Indigenous founder Scott Leonard blazes a trail from hardscrabble Andes villages to Saks and Bloomingdale's.
Scott Leonard’s passions for design, the environment, and social justice came together in the mountains of Ecuador. That’s where he conceived the idea of artisans using traditional tools and natural fibers to create clothes fashionable enough for the U.S. market. Indigenous is the first premium fashion company to receive fair trade certification: its new Fair Trace Tool lets customers use smart phones to see how and by whom their garments were made. Leonard talked about forging a modern supply chain from old-world elements with Inc. editor-at-large Leigh Buchanan:
In the early 90s I was employed as a fruit shake maker in a natural-foods restaurant. One day I was late for work, running down a street in Palo Alto, and in the intersection I knocked down this shorter Ecuadorian individual. His books and groceries went flying all over the place. The lights turned green. People were beeping their horns. I picked him up; helped him gather his things, and then helped him across the street. I felt so bad that I brought him into the restaurant I was working at and made him a fruit smoothie. That man was Joe Flood. He’s the person I started the company with.
Right away Joe and I made a pact that one day we would do something in business that was extraordinary. I spent the next couple of years running an environmental surf shop, and he worked with me a little bit on that. Then we had the opportunity to take a trip to Ecuador together. In the Andes we saw these women who were knitting in cooperatives, and we wanted to help them. They had incredible skills, but they weren’t being paid or honored for them. At the time they were making these sort of bulky, rough sweaters. We thought if we could shape their skills to produce something more market-ready, with better designs and yarn and quality control, and if we could help them with marketing, then we could dictate a better price and give them a better wage.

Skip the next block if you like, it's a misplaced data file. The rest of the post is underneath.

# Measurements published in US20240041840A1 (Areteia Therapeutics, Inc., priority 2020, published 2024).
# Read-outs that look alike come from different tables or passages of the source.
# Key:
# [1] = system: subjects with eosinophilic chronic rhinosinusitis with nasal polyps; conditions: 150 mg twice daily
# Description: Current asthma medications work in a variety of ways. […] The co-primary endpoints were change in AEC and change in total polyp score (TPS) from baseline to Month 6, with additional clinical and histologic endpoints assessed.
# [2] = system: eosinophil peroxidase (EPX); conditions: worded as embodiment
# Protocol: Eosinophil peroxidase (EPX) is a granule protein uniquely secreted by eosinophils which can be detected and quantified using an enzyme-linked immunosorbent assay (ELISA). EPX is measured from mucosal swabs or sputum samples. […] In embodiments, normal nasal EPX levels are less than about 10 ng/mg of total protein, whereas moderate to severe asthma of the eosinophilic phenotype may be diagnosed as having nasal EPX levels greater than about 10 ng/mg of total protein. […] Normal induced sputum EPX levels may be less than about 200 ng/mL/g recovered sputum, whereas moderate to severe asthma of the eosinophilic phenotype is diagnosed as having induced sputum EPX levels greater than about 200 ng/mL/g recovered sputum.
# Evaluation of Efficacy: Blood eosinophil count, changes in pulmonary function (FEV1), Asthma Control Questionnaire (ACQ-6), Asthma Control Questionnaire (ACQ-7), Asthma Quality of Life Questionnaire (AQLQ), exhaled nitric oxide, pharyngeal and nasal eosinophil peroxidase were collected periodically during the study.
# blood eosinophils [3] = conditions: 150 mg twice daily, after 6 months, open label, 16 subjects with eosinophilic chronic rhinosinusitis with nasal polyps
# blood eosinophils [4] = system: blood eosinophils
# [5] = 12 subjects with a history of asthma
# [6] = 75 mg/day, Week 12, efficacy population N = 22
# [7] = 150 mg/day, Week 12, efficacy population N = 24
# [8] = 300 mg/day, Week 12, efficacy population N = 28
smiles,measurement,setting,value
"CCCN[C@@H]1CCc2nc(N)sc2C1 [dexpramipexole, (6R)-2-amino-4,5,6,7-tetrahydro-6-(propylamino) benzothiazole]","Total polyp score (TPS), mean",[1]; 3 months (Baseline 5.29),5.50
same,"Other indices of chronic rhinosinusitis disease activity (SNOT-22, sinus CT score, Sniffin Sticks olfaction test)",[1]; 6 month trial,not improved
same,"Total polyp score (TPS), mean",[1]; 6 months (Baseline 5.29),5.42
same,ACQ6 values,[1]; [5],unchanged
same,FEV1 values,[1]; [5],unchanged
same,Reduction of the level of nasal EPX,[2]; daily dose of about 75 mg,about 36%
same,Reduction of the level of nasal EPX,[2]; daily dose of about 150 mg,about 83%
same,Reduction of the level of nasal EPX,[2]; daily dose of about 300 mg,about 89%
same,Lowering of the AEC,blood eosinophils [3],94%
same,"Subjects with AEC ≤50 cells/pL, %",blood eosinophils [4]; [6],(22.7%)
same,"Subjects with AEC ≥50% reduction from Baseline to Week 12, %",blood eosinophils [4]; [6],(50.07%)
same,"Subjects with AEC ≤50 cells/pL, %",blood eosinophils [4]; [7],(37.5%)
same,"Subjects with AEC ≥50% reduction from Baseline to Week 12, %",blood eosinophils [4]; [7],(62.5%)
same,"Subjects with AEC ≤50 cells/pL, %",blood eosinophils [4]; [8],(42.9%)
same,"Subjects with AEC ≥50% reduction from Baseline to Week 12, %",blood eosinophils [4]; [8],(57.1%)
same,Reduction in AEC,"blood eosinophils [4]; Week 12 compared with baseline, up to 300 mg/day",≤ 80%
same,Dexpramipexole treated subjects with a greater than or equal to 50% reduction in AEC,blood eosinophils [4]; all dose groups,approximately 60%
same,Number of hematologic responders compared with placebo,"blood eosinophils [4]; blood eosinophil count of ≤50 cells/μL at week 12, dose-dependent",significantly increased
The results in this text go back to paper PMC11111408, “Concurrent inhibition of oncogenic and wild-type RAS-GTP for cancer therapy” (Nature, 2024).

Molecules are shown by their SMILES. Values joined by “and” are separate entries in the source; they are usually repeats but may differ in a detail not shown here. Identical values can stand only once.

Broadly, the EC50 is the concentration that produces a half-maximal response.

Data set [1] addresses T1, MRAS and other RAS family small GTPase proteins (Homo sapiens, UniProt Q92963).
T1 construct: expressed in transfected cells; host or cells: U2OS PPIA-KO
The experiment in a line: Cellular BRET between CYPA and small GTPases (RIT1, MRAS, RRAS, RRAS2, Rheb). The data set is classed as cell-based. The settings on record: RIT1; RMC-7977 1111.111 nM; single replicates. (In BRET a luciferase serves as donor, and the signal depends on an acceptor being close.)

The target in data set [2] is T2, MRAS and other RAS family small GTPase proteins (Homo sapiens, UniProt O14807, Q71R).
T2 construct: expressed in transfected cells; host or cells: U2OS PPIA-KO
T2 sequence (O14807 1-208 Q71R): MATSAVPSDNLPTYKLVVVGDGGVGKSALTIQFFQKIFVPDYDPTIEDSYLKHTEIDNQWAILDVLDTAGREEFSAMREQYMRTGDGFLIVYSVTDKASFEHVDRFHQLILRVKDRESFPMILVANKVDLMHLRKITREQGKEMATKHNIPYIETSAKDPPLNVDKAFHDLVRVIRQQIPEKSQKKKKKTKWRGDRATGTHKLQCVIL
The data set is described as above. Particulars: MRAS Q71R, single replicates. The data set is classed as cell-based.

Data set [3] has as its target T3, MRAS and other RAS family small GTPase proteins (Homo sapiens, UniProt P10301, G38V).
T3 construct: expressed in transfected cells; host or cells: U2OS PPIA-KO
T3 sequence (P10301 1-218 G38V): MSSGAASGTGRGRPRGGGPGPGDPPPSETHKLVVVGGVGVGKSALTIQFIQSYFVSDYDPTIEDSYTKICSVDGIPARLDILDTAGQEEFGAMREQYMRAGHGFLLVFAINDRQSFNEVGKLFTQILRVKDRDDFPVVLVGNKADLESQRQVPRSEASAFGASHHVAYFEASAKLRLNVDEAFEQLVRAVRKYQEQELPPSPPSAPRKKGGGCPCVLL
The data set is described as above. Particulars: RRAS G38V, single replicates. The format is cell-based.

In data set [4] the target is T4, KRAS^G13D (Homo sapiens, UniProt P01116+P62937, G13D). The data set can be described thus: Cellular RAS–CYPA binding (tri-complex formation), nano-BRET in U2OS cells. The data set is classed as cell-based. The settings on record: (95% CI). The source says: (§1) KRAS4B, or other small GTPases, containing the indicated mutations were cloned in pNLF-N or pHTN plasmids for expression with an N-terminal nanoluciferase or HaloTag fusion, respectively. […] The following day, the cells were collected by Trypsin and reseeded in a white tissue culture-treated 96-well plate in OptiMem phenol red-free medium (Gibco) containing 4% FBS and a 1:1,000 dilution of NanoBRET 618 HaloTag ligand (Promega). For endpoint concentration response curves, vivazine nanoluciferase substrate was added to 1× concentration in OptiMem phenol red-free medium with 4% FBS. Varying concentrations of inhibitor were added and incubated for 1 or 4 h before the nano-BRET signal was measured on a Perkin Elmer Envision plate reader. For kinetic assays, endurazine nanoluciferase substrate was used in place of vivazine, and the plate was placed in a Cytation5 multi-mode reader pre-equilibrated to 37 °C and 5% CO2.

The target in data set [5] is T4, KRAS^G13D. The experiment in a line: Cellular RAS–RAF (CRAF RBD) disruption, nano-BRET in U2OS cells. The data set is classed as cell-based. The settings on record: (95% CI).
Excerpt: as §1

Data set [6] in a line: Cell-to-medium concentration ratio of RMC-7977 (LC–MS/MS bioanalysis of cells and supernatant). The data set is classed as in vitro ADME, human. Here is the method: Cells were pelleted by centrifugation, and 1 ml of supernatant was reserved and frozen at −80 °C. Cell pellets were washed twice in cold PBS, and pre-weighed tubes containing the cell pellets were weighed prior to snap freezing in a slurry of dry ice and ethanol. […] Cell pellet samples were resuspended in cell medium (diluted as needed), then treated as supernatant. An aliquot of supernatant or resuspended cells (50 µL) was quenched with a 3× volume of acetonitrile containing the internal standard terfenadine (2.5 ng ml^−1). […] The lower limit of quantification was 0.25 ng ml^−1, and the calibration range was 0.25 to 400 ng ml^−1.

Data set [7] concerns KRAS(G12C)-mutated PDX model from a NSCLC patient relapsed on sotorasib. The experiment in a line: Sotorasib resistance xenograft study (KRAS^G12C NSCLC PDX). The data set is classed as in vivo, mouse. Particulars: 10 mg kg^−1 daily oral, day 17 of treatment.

We started making regular trips into these desolate regions of the Andes. We relied on the NGOs for help, because they were already working in these communities. They gave us the structure to interact with them. It was too much for us to orchestrate on our own. Right now we work with more than 275 little tiny groups that represent more than 1,500 artisans.
About a year after we started the company we brought in Matt Reynolds, who is my working partner. He and I share a lot of the day-to-day and have throughout the 18 years of the business.
This journey with Indigenous has been about scaling jobs at the base of the pyramid. Not only how do you take a skill and add quality control but also how do you elevate an entire supply chain, all the way from the fields of organic cotton through textile manufacturers and yarn makers. Then you have to deliver the material to these remote areas where the artisans live in pockets of as few as three to 30 women. They are working with the same tools they’ve always used: needles and lap looms. You have to show them the new designs, manage quality control, and do everything necessary to get the product in the store.
To fund these collectives we had to go beyond micro-credit lending. Because some of them might need one or two thousand dollars but some of the larger ones might need more. So we brought in Root Capital, which finances about 80% of our supply chain. We make the artisans financially literate, organize them into quality-control hubs where they deliver their products, and pay field ops to hand out money to them.
We met some people from Eileen Fisher’s company through the Social Venture Network. They fell in love with the idea of the artisan supply chain. We now produce through the indigenous supply chain thousands and thousands of sweaters for Eileen Fisher over the years as a private label. We’ve been doing that for almost seven years. The products are in Neiman Marcus, Bloomingdale’s and Saks Fifth Avenue. Private label for Eileen Fisher and others is about 50% of revenues. The rest comes from our own brand, which is in 500 different stores across the United States.
We like to say that the sweet spot of Indigenous is someplace between sustainability and serendipity.
LEIGH BUCHANAN is an editor at large for Inc. magazine. A former editor at Harvard Business Review and founding editor of WebMaster magazine, she writes regular columns on leadership and workplace culture. @LeighEBuchanan